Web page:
Building a Solid State Amp. Really?

cometazzi

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They are intended and marketed as mainly switches, sure, but that does not mean they have characteristics that make them unsuitable for audio. I have found an old FET databook here, you can find lots of info on different FETs and their manufacturing processes. It seems actually that some FETs marketed as 'general pupose audio' have been given that label because they are not good for anything else. The J11x series has a lower noise level and higher transconductance than many 'audio' FETs.
Of course they are not as good as audiphile devices like the 2sk170, but hey, they cost only 40 cents or so. For lo-fi purposes like guitar preamps they work really well i think.

Ah, interesting. Thanks for the link to the old FET book.
 

printer2

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That Rosie amp sounded pretty good, but with a little bit of fizz on top. I bet a low pass EQ filter could be used to cut off the fizz.
Agree about too much fizz. Seem to recall another vid where I liked his amp better. Was it this one? I don't remember. I had the Fet handbook years ago, wonder if my brother threw it out also. He threw out our version of the Audiocyclopedia, which was a shame.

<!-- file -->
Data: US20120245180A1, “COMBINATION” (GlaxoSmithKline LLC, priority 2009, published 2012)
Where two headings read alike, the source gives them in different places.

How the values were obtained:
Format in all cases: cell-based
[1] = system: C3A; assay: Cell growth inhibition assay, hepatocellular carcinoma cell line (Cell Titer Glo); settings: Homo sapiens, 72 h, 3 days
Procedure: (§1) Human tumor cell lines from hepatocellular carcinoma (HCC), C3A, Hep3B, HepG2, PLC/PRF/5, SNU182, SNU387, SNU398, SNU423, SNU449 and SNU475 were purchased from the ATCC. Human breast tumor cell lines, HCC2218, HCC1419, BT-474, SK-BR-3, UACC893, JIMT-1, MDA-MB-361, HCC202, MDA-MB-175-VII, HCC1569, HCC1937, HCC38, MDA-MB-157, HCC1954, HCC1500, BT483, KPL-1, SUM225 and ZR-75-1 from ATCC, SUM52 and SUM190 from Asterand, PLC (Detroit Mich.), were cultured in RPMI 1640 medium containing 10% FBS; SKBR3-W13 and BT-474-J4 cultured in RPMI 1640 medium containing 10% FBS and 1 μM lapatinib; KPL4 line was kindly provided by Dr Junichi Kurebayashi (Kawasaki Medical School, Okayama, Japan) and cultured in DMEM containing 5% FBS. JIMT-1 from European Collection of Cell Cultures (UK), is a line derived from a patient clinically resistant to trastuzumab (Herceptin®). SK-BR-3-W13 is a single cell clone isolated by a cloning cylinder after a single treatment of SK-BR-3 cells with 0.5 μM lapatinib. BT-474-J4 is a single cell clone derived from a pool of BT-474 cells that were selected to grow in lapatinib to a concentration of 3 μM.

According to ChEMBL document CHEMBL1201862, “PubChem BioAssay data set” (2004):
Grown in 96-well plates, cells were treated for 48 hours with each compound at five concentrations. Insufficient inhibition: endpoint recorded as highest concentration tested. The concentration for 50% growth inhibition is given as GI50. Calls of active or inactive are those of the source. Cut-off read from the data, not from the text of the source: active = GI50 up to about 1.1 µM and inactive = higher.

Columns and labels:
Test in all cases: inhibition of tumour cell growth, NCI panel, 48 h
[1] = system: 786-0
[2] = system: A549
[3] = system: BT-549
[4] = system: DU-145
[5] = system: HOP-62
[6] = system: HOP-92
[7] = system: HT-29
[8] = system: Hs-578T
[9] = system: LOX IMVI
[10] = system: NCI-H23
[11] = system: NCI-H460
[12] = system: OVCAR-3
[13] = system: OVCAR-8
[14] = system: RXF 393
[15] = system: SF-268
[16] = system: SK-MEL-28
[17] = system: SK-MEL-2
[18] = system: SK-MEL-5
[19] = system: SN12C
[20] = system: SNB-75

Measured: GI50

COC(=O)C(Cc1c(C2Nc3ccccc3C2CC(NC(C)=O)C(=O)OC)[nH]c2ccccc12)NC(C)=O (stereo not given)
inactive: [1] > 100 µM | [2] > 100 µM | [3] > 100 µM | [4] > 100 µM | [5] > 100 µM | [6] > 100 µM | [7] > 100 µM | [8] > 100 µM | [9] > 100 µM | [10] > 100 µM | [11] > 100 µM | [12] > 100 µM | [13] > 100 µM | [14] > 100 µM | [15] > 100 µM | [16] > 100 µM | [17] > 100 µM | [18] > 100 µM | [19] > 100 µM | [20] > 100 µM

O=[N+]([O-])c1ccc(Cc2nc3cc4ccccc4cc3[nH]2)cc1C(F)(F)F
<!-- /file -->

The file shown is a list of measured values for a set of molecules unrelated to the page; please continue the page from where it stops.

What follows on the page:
I have been busy in the Two Preamp thread to do much on this project. Good to see others taking an interest. I doubt I will be making the 'best ever SS amplifier' here. Just want to make a little practice amp that has more than the LM386 in it. If I can come up with a serviceable preamp to put beore any of the chipamp or Class D amplifiers that others can build with generic parts I would be quite pleased. I think I have some of the fets that Roland used in their preamp. Most likely the bulk of the Fets in a through hole package are knockoffs out of China and what you get for performance might be questionable (and with fets having a wide range of characteristics for the same part) I thought of using the circuit (or a variant) shown as it takes care of the operating point without fiddling around too much. Have some ideas on that but Not much time to play around at the moment.
 

TwoBear

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This is a simple amp, I want something small that I can plop down on top of my desk and have it take up the least amount of real estate. Originally I was going to make a pair of small cabinets with a 8" in each with a stereo tube amp for them. I built up the cabinets already but I would have to get rid of a paper tray holding work I need to get to and I am not ready to dump it. I already procrastinate getting to it and if I put it out of site, well it disappears and it is not a problem anymore. Not a good thing. So in the meantime a little amp would do me just fine.

I was going through my parts and have a pair of TDA2005 Chipamp IC's. I had them for a bunch of amp testing, SS watts as compared to tube watts and the like. Just to amuse myself. One day. For now one will be pressed into miniamp service. I have a 5" car speaker, the cabinet will be roughly 7.5" x 6.25" x 5". A laptop brick as a power supply, the chip can run bridged and will make about 12-15W depending on voltage and speaker impedance.

Seems funny something this small took all day to build. Mind you, you can only get so many clamps in play when the clamps are bigger than the box.